Sometimes life deals us a curve ball that forces us to adapt. Adapt to the circumstance and sometimes adapt our lifestyle and the place we call home. Statistics to consider: 3 out of 100 babies born in the United States have significant birth defects. Healthy adults have a 1 in 4 chance of being disabled at least 3 months at some point in their lives with the average long term disability lasting 2.5 years. Add to that age and illness and there is a good chance that many of us will need to make a home accessible. Deborah Pierce, author of The Accessible Home: Designing for All Ages & Abilities, had those statistics in mind when she wrote this book. She was designing a home for a couple who had a 6 year old with cerebral palsy. Medical rehab specialists could recommend adaptive products, but nothing for design modifications. Finding the information and ideas she needed was difficult. After her experience she wrote this book to “take accessibility out of its closet”.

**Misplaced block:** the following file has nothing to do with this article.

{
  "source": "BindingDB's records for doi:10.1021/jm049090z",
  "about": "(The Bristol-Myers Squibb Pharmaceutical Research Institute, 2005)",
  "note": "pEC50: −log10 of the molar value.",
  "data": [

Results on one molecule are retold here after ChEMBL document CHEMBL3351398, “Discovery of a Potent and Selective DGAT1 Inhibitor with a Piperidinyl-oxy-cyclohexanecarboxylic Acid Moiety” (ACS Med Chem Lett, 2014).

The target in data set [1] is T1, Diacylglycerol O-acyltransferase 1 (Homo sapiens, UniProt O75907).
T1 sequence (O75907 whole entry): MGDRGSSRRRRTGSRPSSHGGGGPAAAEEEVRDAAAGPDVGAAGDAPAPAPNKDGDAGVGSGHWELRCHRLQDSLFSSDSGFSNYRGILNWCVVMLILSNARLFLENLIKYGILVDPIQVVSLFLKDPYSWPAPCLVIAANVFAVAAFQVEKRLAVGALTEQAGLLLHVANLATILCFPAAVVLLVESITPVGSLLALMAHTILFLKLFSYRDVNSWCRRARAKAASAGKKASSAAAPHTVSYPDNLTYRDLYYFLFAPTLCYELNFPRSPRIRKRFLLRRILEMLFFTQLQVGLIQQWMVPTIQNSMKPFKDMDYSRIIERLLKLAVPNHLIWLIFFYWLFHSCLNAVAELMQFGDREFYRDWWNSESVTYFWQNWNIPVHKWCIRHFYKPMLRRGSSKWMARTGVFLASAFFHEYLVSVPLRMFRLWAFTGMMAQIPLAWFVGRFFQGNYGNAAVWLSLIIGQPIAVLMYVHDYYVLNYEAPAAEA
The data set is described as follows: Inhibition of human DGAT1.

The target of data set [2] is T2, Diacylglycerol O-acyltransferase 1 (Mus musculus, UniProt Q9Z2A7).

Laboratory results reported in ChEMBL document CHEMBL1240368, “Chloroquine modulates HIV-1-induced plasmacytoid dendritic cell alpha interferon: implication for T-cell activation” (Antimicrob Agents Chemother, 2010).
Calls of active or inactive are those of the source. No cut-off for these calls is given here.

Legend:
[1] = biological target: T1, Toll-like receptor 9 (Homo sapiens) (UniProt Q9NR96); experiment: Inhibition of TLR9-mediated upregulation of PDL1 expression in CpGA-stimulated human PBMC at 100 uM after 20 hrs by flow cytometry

Pierce states that “well-planned accessible homes lift the spirits and enhance dignity.” In addition she believes that “design is the process of articulating a problem, exploring alternatives, and envisioning a solution…” She walks the reader through the process of adaptive design so they can make well-planned alterations to their living spaces. She does this by looking at the activities that happen in a given space. For instance she has chapters on “Preparing and Cooking Meals”, “Personal Hygiene and Care”, and “Approach and Arrival”. She also looks at the type of home. Is it a historic home that needs alterations? Perhaps it is multistory or a child-centered home. This book proves that adaptive design can be both practical and beautiful.
The Accessible Home: Designing for all ages and Abilities moves adaptive design beyond grab-bars and access ramps to beautifully designed homes that welcomes everyone regardless of age or ability.
Photo credit: The Accessible Home Facebook page